Sun emits powerful solar flare, causes blackouts: NASA

Washington, March 30 : The Sun has emitted a strong solar flare severely affecting radio communications on Earth, according to NASA.

The flare, classified as X1.2, is the seventh solar flare to hit Earth this year, and was captured by NASA’s Solar Dynamics Observatory, which watches the Sun constantly.

X-class denotes the most intense flares, while the number provides more information about its strength.

The strong solar flare peaked at 10:33 p.m. ET (8:03 a.m. IST) on March 28, the observatory said.

“A R3 (Strong) HF radio blackout event occurred due to a X1.2 flare from Region 3256 on March 28, at 10:33 p.m. EDT,” National Oceanic and Atmospheric Administration’s (NOAA) Space Weather Prediction Center said in a statement.

The strong solar flare ionised the top layer of Earth’s atmosphere, affecting radio communications across southeast Asia, Australia and New Zealand for about one hour, reported.

Solar flares are powerful bursts of energy. Flares and solar eruptions can impact radio communications, electric power grids, navigation signals, and pose risks to spacecraft and astronauts.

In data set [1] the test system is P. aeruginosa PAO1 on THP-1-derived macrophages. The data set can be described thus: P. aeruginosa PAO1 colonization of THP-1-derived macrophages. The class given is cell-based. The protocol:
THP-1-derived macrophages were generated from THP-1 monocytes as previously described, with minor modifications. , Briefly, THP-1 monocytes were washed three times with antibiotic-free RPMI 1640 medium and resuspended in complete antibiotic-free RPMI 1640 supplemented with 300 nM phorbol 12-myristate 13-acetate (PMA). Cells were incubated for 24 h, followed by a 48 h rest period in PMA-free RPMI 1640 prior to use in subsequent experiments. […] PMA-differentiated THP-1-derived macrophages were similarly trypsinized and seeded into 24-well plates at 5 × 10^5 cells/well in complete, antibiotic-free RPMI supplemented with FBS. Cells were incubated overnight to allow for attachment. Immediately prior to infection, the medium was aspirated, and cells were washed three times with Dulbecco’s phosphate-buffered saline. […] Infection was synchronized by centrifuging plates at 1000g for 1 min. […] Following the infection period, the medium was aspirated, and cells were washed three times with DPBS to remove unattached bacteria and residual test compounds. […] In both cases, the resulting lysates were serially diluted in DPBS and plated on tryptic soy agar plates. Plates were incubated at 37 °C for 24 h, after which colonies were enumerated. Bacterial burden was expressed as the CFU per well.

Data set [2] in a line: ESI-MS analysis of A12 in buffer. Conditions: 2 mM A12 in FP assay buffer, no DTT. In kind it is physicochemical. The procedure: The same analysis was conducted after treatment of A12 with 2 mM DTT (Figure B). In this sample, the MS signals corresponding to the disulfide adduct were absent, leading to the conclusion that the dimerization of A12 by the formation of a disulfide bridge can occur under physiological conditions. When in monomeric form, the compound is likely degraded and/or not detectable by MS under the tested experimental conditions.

Meanwhile, a scientist at the University College London (UCL) has discovered a giant ‘hole’ on the surface of the Sun.

Daniel Verscharen, Associate Professor of space and climate physics at UCL said the hole is 20 times larger than the Earth, and could result in a geomagnetic storm, reaching our planet at a speed of about 1.8 million miles per hour.

It is likely to hit Earth by Friday, he was quoted as saying to Business Insider.

Earlier this week, the Earth witnessed a geomagnetic storm of magnitude G4, the strongest in nearly six years, causing auroras all over the US, NOAA said.

The storm’s unexpected ferocity not only made auroras visible as far south as New Mexico in the US, but it also forced spaceflight company Rocket Lab to delay a launch by 90 minutes, reported.

According to scientists, more such solar storms are expected because the Sun is gearing up to a peak of activity, which happens about every 11 years.